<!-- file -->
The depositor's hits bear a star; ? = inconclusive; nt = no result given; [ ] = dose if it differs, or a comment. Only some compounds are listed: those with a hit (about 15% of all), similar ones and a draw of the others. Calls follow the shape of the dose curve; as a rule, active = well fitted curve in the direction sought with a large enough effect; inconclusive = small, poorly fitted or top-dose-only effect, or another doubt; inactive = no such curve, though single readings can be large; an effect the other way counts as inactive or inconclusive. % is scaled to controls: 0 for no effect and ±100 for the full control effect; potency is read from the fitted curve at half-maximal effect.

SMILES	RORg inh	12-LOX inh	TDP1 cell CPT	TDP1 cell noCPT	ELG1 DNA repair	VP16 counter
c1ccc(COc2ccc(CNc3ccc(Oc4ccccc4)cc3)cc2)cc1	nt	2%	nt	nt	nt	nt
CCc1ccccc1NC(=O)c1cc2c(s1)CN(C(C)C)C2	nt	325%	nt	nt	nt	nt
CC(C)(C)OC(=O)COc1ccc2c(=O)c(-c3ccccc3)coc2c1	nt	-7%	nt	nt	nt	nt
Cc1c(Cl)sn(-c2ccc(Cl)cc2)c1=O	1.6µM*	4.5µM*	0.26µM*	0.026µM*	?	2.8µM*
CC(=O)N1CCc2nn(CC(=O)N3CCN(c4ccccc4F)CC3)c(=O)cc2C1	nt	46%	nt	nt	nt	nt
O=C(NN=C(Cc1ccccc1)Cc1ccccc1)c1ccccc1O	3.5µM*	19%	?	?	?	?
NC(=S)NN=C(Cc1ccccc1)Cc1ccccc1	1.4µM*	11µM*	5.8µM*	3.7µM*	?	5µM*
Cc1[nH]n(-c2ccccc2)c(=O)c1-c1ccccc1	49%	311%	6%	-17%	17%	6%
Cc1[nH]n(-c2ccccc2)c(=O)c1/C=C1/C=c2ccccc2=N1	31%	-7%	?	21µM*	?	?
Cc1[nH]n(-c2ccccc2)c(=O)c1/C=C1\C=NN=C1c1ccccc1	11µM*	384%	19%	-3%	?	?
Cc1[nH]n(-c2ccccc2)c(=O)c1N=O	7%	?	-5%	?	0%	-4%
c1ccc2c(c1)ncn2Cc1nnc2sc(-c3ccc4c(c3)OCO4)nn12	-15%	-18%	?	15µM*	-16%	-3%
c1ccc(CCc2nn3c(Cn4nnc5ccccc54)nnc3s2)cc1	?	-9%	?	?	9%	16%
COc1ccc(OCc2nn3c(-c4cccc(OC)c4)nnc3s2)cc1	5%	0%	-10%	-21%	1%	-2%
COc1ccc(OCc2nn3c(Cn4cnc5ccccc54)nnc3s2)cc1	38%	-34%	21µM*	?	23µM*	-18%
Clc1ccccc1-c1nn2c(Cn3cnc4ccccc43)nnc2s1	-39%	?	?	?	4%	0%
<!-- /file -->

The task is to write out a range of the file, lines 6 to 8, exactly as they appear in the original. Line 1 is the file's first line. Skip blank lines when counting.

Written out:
Cc1c(Cl)sn(-c2ccc(Cl)cc2)c1=O	1.6µM*	4.5µM*	0.26µM*	0.026µM*	?	2.8µM*
CC(=O)N1CCc2nn(CC(=O)N3CCN(c4ccccc4F)CC3)c(=O)cc2C1	nt	46%	nt	nt	nt	nt
O=C(NN=C(Cc1ccccc1)Cc1ccccc1)c1ccccc1O	3.5µM*	19%	?	?	?	?